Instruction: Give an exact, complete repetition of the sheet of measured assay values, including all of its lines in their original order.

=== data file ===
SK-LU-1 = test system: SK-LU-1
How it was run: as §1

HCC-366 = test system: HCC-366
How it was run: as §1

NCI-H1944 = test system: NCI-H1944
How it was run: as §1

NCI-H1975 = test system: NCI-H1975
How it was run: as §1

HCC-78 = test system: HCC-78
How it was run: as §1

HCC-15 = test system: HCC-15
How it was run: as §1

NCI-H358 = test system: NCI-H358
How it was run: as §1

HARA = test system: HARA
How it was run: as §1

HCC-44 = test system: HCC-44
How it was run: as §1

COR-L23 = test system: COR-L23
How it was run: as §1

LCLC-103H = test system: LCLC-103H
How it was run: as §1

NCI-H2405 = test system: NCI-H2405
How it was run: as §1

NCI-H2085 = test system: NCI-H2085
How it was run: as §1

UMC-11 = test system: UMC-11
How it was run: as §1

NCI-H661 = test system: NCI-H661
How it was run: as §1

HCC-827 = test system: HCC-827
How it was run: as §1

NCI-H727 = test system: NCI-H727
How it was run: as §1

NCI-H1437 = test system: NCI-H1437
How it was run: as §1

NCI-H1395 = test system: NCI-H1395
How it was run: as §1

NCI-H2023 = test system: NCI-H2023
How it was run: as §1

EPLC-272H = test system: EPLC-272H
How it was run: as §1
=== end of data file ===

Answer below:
SK-LU-1 = test system: SK-LU-1
How it was run: as §1

HCC-366 = test system: HCC-366
How it was run: as §1

NCI-H1944 = test system: NCI-H1944
How it was run: as §1

NCI-H1975 = test system: NCI-H1975
How it was run: as §1

HCC-78 = test system: HCC-78
How it was run: as §1

HCC-15 = test system: HCC-15
How it was run: as §1

NCI-H358 = test system: NCI-H358
How it was run: as §1

HARA = test system: HARA
How it was run: as §1

HCC-44 = test system: HCC-44
How it was run: as §1

COR-L23 = test system: COR-L23
How it was run: as §1

LCLC-103H = test system: LCLC-103H
How it was run: as §1

NCI-H2405 = test system: NCI-H2405
How it was run: as §1

NCI-H2085 = test system: NCI-H2085
How it was run: as §1

UMC-11 = test system: UMC-11
How it was run: as §1

NCI-H661 = test system: NCI-H661
How it was run: as §1

HCC-827 = test system: HCC-827
How it was run: as §1

NCI-H727 = test system: NCI-H727
How it was run: as §1

NCI-H1437 = test system: NCI-H1437
How it was run: as §1

NCI-H1395 = test system: NCI-H1395
How it was run: as §1

NCI-H2023 = test system: NCI-H2023
How it was run: as §1

EPLC-272H = test system: EPLC-272H
How it was run: as §1